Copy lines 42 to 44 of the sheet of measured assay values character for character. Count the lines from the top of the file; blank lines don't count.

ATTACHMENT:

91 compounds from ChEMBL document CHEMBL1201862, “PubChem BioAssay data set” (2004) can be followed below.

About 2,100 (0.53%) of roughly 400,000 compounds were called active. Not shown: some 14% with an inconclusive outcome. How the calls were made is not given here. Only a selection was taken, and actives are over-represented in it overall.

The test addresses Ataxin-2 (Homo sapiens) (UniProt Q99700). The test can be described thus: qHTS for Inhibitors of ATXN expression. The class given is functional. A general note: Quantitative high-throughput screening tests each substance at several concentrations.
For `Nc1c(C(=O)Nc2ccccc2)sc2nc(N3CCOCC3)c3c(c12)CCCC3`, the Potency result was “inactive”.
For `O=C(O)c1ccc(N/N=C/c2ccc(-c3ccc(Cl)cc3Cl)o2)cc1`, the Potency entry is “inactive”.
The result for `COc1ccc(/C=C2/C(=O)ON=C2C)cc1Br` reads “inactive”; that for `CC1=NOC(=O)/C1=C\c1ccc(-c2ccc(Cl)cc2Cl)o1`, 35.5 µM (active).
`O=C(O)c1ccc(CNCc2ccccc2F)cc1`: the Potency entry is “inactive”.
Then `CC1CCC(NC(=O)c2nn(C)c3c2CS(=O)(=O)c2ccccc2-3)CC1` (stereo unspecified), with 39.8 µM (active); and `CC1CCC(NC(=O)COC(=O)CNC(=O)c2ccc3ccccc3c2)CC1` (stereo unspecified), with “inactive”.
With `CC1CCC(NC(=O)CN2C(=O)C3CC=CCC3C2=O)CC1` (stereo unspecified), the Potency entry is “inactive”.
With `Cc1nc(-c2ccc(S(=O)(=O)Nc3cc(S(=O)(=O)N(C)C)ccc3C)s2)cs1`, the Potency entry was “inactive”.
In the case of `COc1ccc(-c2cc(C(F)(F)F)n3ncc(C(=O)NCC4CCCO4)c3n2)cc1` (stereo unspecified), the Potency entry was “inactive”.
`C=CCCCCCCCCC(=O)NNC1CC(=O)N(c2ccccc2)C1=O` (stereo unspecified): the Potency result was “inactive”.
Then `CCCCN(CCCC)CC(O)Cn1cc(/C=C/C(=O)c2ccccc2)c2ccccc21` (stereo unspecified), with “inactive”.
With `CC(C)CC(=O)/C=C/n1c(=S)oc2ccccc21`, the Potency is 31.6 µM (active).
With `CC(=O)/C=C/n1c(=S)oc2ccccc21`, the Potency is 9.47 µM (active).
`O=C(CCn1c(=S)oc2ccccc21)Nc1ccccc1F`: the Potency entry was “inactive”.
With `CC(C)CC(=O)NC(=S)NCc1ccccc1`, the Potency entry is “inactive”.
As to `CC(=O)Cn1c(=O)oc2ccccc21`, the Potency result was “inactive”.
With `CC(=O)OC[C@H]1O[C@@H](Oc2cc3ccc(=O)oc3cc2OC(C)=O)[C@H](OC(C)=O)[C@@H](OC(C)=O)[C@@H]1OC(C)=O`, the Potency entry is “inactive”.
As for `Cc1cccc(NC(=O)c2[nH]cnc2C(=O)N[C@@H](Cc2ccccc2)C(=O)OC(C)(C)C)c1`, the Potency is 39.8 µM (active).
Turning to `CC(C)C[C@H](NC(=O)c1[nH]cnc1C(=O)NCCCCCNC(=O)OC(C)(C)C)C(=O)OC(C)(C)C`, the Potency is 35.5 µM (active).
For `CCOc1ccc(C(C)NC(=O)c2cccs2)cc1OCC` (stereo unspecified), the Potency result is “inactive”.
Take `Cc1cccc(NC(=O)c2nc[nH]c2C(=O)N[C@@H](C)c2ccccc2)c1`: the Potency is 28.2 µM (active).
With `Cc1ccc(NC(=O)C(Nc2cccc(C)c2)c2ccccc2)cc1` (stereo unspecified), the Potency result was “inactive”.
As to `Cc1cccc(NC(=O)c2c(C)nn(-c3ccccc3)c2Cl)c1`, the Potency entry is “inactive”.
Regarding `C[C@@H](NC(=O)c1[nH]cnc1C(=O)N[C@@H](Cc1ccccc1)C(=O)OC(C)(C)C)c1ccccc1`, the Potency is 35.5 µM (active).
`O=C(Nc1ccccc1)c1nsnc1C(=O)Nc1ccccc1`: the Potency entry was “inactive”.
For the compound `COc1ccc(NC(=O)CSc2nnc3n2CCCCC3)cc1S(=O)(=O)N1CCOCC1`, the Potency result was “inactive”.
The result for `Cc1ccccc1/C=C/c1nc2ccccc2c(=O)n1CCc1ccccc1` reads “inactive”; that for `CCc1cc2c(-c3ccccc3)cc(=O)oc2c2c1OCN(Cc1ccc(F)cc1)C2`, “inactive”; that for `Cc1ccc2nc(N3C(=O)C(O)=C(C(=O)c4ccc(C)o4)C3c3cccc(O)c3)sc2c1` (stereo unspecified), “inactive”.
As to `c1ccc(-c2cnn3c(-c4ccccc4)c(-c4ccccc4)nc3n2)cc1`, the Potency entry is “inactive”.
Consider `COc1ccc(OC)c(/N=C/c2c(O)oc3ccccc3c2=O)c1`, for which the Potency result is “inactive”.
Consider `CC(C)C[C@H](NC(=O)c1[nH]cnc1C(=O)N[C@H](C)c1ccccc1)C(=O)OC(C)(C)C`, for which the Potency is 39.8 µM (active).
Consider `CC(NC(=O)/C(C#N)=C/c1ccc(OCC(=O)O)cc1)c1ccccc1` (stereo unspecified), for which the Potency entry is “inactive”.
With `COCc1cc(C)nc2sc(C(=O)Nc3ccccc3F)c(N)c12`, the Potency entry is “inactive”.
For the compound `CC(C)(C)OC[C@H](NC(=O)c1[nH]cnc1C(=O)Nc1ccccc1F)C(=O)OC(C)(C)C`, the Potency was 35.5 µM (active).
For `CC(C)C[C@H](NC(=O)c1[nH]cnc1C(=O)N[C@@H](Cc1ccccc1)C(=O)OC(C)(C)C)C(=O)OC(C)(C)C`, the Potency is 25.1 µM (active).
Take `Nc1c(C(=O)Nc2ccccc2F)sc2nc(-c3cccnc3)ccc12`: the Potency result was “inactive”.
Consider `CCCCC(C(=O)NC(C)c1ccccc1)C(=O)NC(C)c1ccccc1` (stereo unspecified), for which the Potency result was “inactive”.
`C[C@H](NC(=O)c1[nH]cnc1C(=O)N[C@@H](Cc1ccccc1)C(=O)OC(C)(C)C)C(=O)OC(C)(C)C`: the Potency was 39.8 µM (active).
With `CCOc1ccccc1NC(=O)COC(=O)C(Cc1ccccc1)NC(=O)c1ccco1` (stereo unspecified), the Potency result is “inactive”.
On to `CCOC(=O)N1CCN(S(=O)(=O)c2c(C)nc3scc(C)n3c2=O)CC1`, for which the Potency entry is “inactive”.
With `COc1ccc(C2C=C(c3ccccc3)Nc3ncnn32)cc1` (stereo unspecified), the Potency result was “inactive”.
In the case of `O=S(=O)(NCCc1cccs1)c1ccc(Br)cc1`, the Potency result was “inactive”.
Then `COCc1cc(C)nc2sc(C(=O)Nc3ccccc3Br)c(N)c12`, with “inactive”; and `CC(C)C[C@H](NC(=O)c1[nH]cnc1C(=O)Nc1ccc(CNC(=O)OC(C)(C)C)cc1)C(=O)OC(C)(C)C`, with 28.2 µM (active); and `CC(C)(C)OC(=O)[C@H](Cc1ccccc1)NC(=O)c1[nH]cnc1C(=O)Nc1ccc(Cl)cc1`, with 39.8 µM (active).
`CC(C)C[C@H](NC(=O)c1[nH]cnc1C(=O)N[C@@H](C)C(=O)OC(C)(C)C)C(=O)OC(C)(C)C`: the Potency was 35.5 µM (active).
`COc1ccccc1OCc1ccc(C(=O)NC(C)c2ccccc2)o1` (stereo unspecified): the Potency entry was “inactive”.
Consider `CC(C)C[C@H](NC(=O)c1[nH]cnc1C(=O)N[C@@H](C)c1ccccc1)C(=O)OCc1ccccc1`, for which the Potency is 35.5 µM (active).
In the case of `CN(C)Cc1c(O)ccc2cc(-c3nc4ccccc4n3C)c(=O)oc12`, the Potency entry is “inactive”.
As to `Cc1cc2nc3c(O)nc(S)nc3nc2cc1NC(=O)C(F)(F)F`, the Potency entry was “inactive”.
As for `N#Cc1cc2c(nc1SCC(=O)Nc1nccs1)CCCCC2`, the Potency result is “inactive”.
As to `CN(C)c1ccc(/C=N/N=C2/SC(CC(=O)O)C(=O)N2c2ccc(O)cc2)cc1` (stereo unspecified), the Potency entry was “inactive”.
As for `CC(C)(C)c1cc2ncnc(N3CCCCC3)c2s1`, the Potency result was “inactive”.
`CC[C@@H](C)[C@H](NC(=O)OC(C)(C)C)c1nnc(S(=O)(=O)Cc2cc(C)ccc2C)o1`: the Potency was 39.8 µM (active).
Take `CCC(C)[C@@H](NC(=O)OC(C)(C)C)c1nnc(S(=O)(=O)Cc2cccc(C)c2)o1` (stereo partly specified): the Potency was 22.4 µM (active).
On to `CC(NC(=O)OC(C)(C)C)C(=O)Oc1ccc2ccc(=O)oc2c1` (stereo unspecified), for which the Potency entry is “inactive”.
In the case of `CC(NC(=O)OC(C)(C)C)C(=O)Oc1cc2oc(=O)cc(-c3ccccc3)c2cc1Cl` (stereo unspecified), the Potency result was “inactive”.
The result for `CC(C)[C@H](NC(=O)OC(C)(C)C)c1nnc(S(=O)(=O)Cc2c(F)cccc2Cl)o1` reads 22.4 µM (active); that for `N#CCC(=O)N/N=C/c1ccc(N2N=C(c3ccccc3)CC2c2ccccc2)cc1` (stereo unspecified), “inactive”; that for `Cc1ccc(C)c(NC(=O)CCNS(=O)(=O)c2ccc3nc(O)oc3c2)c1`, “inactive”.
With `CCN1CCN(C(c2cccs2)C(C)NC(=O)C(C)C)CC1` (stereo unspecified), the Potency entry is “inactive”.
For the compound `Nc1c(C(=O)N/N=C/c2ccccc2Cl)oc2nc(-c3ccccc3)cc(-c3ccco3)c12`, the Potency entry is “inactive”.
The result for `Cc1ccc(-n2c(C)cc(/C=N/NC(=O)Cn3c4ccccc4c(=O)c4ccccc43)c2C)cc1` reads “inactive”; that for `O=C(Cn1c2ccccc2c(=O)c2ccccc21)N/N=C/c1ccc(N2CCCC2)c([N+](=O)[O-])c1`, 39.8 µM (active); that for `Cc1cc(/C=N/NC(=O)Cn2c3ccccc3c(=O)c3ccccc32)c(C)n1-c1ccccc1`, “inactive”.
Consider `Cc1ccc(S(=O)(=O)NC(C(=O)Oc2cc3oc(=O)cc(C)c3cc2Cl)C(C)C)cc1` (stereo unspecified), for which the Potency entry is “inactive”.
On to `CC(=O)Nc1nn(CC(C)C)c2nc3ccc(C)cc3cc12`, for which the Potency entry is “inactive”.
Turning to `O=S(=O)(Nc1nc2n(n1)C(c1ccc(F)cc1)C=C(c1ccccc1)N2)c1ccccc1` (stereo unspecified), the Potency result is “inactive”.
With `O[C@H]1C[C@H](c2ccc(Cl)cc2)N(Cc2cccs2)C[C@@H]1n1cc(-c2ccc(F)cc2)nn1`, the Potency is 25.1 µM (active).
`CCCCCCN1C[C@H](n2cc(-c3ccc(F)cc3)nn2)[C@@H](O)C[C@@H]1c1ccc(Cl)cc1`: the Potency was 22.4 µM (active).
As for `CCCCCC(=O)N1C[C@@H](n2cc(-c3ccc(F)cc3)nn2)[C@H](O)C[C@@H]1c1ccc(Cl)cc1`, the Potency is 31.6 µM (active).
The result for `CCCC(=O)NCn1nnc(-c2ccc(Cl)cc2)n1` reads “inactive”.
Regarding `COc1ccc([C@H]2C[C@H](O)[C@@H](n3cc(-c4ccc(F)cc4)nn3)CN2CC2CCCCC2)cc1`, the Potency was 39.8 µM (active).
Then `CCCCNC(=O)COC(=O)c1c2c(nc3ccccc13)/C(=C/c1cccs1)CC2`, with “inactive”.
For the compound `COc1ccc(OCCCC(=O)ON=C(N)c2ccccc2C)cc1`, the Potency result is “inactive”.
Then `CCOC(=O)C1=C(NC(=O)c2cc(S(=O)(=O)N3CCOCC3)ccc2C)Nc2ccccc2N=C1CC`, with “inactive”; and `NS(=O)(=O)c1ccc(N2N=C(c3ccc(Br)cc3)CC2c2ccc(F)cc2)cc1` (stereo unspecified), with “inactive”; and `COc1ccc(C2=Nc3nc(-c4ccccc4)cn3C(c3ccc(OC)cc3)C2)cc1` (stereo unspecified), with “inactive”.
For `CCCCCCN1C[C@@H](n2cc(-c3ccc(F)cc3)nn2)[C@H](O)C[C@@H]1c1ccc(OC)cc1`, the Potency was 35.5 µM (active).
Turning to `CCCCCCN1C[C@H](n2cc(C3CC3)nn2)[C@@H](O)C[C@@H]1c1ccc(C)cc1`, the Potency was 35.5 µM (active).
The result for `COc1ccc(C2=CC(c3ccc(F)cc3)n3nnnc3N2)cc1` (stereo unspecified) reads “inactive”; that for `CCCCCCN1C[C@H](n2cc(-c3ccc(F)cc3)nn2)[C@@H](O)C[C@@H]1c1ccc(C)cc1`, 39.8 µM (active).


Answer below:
With `COc1ccc(C2C=C(c3ccccc3)Nc3ncnn32)cc1` (stereo unspecified), the Potency result was “inactive”.
In the case of `O=S(=O)(NCCc1cccs1)c1ccc(Br)cc1`, the Potency result was “inactive”.
Then `COCc1cc(C)nc2sc(C(=O)Nc3ccccc3Br)c(N)c12`, with “inactive”; and `CC(C)C[C@H](NC(=O)c1[nH]cnc1C(=O)Nc1ccc(CNC(=O)OC(C)(C)C)cc1)C(=O)OC(C)(C)C`, with 28.2 µM (active); and `CC(C)(C)OC(=O)[C@H](Cc1ccccc1)NC(=O)c1[nH]cnc1C(=O)Nc1ccc(Cl)cc1`, with 39.8 µM (active).